The band Santana, named after latin rock legend Carlos Santana released their debut album in 1969, a couple of weeks after they played an unforgettable set at the original Woodstock music festival. That incredible performance showcased the band’s freeform jam band style that helped this record shoot up to the number four position on the Billboard charts shortly after its release. That despite receiving mostly negative reviews from music critics. Rolling Stone, perhaps the most influential music publication back then, said the album showcased “hollow technique” and had “no real content”. Meh, what do they know? Decades later, in 2003, they would give Santana’s eponymous debut accolades, describing it as “thrilling” and ranking it as the 150th greatest album of all time.
In their early days, Santana was first and foremost, a jam band. Much like freeform jazz musicians are masters of improvisation, Santana focused on playing by feel, never performing a song the same way twice. That’s why even though they were relatively unknown when they took the stage at Woodstock, everyone remembered them long after they triumphantly walked off it. It is that jam band mastery of musical improvisation that shines through on this record; something hard to pull off in the studio…unless you’re really good. And from the very beginning, Carlos Santana and his namesake band proved they were among the best.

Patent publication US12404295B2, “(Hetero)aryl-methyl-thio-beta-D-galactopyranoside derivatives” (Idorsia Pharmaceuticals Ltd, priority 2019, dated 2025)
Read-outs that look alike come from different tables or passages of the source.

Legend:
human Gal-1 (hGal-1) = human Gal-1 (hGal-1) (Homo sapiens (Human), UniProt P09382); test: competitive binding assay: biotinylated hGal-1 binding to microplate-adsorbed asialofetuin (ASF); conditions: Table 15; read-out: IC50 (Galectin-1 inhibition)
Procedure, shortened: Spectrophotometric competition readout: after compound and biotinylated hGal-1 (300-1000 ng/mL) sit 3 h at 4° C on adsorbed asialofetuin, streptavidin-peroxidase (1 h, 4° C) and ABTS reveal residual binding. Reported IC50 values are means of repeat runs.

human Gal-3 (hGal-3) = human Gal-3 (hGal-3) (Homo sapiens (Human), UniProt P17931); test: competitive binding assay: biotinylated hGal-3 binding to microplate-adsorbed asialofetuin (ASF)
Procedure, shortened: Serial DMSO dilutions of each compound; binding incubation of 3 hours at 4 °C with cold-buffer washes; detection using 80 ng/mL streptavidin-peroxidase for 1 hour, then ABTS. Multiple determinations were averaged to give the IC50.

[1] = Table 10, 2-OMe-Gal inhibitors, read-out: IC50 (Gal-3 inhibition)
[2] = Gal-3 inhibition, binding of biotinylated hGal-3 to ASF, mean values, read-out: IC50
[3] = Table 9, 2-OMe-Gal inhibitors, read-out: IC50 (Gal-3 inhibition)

Unlike CDs, albums have two sides and must be flipped halfway through to listen to an entire album “Carney”, Leon Russell’s 1972 masterpiece takes full advantage of this. “Carney” really could be considered two half albums; one roots rock, the other psychedelic rock. Both of them showcasing Leon Russell at his best.
That’s not to say side two doesn’t still touch on the strong songwriting Russell was known for – Russell’s songs have been recorded by more than 200 other artists. The flip side even contains what is possibly his most recorded songs. “This Masquerade” has found its way on over 75 records by others, the best known version being George Benson’s breakout hit single in 1976.
Amazingly, Leon Russell never released “This Masquerade” as a single, at least not as the A-side of one. It wound up being the B-side to “Tightrope” which also kicks off side one of “Carney” and became Leon Russell’s first hit single.
It was ignored by most rock critics when it was released in 1967. Its songs were near to never played on the radio. Its initial sales were next to dismal.
By the 1990s it was regarded as one of the most influential rock records ever made. In 2003 Rolling Stone magazine ranked it #13 in its list of the greatest rock and roll records of all time. In 2006, it became one of only a handful of rock albums ever added to the Library of Congress National Recording Registry, recognized for being either culturally, historically, or aesthetically significant. Spoiler alert: It’s all three.
The Velvet Underground & Nico was an album so far ahead of its time, it was destined to fail.
The Velvet Underground & Nico was an album so far ahead of its time, it was destined for legendary success.